The masterful script of this art piece was penned by the renowned Ottoman calligrapher Hafiz Osman who is the originator of the classical layout of the hilye.
At the top of the composition, is the Basmalah (In the Name of God, the Infinitely Good, the Boundlessly Merciful). Above the letter "sin" of the Basmalah in a very small script is:
إنه من سليمان وانه
This verse comes from the Quran [27:30] which reads: 'It is from Solomon, and it is in the Name of God, the All-Merciful the Meed-Giver of Mercy.
The central golden roundel takes the shape of a crescent moon and contains the physical description of the Seal of Prophets ﷺ as described by Imam Ali:
He was not too tall and attenuated, nor was he excessively short. He was medium sized. His hair was not short and curly, nor was it lank, but it was smooth and wavy. His face was not narrow, nor was it fully round, but there was a roundness to it. His skin was a ruddy white. His eyes were black. He had long eyelashes. He was big-boned and had wide shoulders. He had no body hair except in the middle of his chest. He had thick hands and feet. When he walked, he walked inclined, as if descending a slope. When he looked at someone, he looked at them in full face. Between his shoulders was the seal of prophecy, the sign that he was the last of the prophets.
Surrounding the crescent are the names of the four first caliphs Abu Bakr, Umar, Uthman, and Ali.
The wide band of green and gold floral decoration that surrounds the hilye was probably added about a century after Hafiz Osman wrote the text; this being an indication of the respect with which his work continued to be held with long after his death.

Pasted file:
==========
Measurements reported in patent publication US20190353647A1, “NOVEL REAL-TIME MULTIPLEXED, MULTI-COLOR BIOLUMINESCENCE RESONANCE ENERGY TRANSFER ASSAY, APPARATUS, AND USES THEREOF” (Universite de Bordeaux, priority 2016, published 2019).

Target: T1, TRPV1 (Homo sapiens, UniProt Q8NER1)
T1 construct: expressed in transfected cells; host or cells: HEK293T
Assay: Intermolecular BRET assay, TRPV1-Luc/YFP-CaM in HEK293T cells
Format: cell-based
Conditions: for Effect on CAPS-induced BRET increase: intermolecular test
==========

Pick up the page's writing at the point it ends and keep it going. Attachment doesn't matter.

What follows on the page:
The life of master calligrapher Hafiz Osman
Hafiz Osman was born in 1642 to a father who was a muezzin at the Haseki mosque in Istanbul. Having mastered the recitation of the Quran at a young age, he acquired the epithet Hafiz. Hafiz Osman became an accomplished calligrapher who taught his craft to Sultan Ahmed II, Sultan Mustafa II, and Sultan Ahmed III. Tradition has it that he was held in such high esteem by Sultan Mustafa II, that the Sultan used to hold his inkwell as he watched his teacher write.
His expertise in mastering the naskh and thuluth script was achieved under his apprenticeship of Derviş Ali, and he received an ijaza (a license of authorization) through Suyoluzade Mustafa Eyyübi. Osman also admired the work of the 15th-century calligrapher, Seyh Hamdullah, and spent many hours replicating his works meticulously. Osman revived some of the six scripts that had fallen into disuse. These scripts underwent a process of purification and became known as "Hafiz Osman's style".
Osman was the first to create the hilye as a levha (a tablet to be hung on the wall) and to set its layout which has become the standard since the 1600s.
Despite his fame, Hafiz Osman lived the life of a simple dervish. Upon his death, he was buried in the graveyard of the Sufi lodge of Sunbul Effendi in Istanbul in 1698.
Details of the hilye
۩ Country of Origin: Ottoman Turkey
۩ Time Period: 1691
۩ Artist: Hafiz Osman
۩ Size: Approximately 46 x 34 cm (including frame)
۩ Print: High-quality matte print and detail finishings
۩ Frame: Wood frame with a gold finish
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